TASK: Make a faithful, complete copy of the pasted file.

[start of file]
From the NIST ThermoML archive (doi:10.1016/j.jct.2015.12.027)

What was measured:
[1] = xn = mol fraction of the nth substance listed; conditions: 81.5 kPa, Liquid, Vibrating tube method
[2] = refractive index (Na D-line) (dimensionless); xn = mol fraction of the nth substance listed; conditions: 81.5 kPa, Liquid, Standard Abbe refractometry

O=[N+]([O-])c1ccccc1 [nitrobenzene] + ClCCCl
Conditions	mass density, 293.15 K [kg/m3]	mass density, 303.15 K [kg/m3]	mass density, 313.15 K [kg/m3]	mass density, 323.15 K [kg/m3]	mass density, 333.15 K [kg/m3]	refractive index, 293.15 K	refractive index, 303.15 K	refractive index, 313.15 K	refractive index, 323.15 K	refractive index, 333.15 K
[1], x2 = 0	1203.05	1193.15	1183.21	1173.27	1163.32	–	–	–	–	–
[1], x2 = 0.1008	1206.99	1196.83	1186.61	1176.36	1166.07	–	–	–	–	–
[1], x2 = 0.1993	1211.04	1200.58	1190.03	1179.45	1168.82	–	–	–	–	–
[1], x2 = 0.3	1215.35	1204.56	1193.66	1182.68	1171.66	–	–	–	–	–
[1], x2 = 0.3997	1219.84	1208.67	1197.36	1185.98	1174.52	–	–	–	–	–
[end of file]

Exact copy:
From the NIST ThermoML archive (doi:10.1016/j.jct.2015.12.027)

What was measured:
[1] = xn = mol fraction of the nth substance listed; conditions: 81.5 kPa, Liquid, Vibrating tube method
[2] = refractive index (Na D-line) (dimensionless); xn = mol fraction of the nth substance listed; conditions: 81.5 kPa, Liquid, Standard Abbe refractometry

O=[N+]([O-])c1ccccc1 [nitrobenzene] + ClCCCl
Conditions	mass density, 293.15 K [kg/m3]	mass density, 303.15 K [kg/m3]	mass density, 313.15 K [kg/m3]	mass density, 323.15 K [kg/m3]	mass density, 333.15 K [kg/m3]	refractive index, 293.15 K	refractive index, 303.15 K	refractive index, 313.15 K	refractive index, 323.15 K	refractive index, 333.15 K
[1], x2 = 0	1203.05	1193.15	1183.21	1173.27	1163.32	–	–	–	–	–
[1], x2 = 0.1008	1206.99	1196.83	1186.61	1176.36	1166.07	–	–	–	–	–
[1], x2 = 0.1993	1211.04	1200.58	1190.03	1179.45	1168.82	–	–	–	–	–
[1], x2 = 0.3	1215.35	1204.56	1193.66	1182.68	1171.66	–	–	–	–	–
[1], x2 = 0.3997	1219.84	1208.67	1197.36	1185.98	1174.52	–	–	–	–	–